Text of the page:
City of Trees

Hot summers where the temperature rises above the 100 mark make Modesto a natural place for trees to be planted. While the oak tree is indigenous to the area, many other types of trees have found their way into

Modesto. With more than 55 parks in the city, it's not hard to find a place to relax or play or just sit in the shade. Modesto has been named a "Tree City" several time.


Modesto also has its own tree, the Modesto Ash, a variant of the Arizona Ash, acclimated to the weather, it was, for many years, the tree of choice to line streets and grace the yards in Modesto. Over the years, the tree has fallen into disfavor - it has a busy root system that breaks sidewalks and driveways, and it is not, as previously thought, impervious to pests and diseases. Yet the original Modesto Ash, called "Old Granddad" was designated a landmark by the Modesto City Council in 1990:


Modesto Ash Tree, Sierra & 3rd Streets (planted before 1911)

Landmark Preservation Commission Resolution: October 16, 1989
Designated by City Council: October 9, 1990

Cultural Significance: The tree was discovered in 1927 by L. S. Brooks and identified as a new kind of tree a variant of the original ash. The Modesto Ash was one of a group of Arizona Ashes planted by Modesto's first superintendent of Parks, L.A. Rose, who said the tree came from the Francher Creek Nursery. The tree was planted sometime after a visit to Modesto by John McClaren, the founder of Golden Gate Park in San Francisco, who at one time supervised the planting of trees in Modesto Parks. Nearing 90 years of age and well past the expected life span for an ash tree, the tree stands in West Side Park, just a few feet from the Maddux Youth Center at Third and F Streets. Nine steel props support its lower limbs and it rises 80 feet at its highest point the tree has endured hard- hitting storms, a near-fatal "heart attack," a concrete implant, and installation of various ingenious man-made support systems. The Modesto Ash was heavily propagated from the 1930s through the 1960s. At one time, Modesto's street and park plantings boasted 15,000 Modesto ash trees. The Modesto Ash was known as one of the best trees available from 1945 to 1960 and in the 1950s was designated as one of the ten special feature trees on the west coast by a major San Francisco bay area horticulture group. Unfortunately, popularity began to fade as the fungus disease known as anthracoose hit hard, turning leaves prematurely brown and dry in the spring. In addition, roots were more invasive than expected as the trees aged, cracking sidewalks and driveways. Still, many neighborhoods in Modesto are grateful each summer for the shade provided by "our" trees.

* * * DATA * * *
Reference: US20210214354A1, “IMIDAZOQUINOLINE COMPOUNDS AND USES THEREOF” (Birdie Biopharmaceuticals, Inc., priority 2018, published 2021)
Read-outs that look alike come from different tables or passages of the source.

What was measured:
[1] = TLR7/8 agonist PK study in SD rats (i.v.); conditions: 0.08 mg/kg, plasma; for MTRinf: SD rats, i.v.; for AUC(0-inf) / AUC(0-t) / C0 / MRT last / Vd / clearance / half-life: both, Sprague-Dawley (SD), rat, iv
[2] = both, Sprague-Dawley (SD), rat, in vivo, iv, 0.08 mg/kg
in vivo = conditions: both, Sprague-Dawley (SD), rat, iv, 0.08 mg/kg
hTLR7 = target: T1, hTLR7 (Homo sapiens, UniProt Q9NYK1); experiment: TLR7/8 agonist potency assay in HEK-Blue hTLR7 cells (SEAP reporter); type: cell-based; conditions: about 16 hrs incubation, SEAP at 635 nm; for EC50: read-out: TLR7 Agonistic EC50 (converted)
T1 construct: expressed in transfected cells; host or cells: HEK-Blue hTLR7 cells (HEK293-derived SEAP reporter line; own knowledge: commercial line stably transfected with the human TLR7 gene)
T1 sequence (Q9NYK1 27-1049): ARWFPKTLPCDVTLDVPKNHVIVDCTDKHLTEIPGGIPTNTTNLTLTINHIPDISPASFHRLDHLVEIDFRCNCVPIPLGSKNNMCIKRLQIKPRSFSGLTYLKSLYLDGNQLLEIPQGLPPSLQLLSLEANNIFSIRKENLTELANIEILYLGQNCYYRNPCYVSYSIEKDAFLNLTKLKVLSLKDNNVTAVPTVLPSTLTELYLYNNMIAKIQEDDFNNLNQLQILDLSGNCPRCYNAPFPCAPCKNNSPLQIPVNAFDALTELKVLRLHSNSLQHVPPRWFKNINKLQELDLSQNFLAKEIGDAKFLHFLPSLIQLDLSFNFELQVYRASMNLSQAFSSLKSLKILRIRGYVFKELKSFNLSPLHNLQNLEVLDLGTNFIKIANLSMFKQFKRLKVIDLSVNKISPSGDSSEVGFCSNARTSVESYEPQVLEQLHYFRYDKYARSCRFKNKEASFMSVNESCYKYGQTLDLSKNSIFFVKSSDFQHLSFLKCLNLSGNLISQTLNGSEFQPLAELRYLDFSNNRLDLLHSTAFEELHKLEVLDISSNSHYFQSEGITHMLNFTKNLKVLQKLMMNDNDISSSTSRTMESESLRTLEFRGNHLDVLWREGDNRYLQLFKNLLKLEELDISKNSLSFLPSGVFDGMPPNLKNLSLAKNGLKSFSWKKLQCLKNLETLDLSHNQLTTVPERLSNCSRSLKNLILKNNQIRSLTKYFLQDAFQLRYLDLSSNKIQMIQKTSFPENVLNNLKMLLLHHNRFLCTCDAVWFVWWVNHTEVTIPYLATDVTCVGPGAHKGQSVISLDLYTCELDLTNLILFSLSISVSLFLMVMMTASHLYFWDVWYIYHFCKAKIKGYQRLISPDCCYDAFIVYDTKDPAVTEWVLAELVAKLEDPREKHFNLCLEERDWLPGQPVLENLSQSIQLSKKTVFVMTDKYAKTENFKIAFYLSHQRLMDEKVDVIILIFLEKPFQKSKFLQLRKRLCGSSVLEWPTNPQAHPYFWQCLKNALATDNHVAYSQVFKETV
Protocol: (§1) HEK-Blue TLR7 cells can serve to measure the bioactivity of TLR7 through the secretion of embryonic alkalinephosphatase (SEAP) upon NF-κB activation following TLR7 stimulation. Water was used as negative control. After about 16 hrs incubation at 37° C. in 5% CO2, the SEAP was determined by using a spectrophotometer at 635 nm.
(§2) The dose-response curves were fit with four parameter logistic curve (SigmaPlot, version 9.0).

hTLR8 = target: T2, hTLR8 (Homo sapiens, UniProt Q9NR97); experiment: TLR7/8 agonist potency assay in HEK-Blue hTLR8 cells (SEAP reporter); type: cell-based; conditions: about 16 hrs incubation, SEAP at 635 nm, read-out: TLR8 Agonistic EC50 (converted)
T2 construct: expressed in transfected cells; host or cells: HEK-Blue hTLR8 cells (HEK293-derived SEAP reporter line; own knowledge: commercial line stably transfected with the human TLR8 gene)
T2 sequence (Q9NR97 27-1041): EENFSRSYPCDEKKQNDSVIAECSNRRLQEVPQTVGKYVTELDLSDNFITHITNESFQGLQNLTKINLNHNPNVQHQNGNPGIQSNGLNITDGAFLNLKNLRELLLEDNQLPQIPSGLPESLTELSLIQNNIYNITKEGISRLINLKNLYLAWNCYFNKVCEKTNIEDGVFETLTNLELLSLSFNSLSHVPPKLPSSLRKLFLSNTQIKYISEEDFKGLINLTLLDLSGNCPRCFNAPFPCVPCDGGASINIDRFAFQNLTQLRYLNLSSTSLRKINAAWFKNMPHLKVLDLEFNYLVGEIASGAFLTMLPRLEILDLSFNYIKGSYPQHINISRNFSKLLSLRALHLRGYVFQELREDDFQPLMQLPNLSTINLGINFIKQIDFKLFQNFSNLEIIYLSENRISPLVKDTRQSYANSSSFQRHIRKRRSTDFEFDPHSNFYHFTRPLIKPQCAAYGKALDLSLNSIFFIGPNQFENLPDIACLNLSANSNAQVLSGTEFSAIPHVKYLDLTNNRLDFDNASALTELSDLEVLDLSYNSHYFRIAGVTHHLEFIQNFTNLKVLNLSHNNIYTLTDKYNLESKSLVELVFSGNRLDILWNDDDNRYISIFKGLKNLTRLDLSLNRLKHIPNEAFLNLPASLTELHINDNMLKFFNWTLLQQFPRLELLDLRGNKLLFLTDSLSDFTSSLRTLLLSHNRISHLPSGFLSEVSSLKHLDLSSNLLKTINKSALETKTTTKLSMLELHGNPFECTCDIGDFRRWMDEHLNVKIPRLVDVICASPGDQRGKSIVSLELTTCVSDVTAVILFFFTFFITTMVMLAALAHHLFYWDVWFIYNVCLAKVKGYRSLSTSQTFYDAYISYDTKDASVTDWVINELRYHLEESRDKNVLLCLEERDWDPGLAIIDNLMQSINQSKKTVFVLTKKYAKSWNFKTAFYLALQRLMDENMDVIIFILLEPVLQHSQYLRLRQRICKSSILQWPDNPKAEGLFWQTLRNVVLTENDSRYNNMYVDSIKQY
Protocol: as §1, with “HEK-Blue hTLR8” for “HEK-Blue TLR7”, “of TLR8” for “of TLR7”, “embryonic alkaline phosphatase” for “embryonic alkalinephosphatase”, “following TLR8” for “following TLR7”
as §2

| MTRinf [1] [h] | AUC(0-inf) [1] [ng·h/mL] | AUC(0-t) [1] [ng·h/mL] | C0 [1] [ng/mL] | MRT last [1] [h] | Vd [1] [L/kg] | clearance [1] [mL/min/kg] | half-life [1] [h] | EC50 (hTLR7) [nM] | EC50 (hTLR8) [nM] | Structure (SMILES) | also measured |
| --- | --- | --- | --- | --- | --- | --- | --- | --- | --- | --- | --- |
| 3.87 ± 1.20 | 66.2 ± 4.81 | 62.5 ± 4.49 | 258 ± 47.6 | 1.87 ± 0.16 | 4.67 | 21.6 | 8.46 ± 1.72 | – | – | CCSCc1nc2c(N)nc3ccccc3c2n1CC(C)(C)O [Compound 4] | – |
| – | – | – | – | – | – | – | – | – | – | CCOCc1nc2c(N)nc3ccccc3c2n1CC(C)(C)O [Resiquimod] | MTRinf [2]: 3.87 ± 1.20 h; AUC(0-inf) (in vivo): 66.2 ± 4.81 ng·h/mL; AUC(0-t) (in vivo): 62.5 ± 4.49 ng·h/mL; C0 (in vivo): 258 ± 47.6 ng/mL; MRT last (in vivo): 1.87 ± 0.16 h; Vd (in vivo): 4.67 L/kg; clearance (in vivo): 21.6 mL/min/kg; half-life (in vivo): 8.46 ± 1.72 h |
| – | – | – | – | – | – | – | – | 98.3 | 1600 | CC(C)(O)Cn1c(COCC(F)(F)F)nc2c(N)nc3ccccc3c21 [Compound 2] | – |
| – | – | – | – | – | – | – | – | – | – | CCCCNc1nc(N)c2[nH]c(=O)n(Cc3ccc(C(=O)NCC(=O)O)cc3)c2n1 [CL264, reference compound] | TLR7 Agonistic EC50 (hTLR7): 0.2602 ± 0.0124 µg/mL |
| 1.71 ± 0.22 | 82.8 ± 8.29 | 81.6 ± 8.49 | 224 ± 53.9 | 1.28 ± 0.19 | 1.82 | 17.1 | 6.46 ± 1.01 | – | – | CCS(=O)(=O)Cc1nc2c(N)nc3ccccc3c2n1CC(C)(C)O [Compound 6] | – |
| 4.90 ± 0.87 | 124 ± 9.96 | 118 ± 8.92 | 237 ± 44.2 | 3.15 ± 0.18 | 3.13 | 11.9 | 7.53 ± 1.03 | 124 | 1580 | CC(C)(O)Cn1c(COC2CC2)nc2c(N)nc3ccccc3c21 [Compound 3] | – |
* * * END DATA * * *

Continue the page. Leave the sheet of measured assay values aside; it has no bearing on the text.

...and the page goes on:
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Cesar Chavez Park


Cesar Chavez Park, once known as Westside Park and later 4th Street Park, is shown in its early years with the an arbor looking into it. The park also once featured sunken water gardens with hillsides that kids loved to roll down. The park has become a site for many activities of Modesto's Hispanic community. Maddox Youth Center is located here.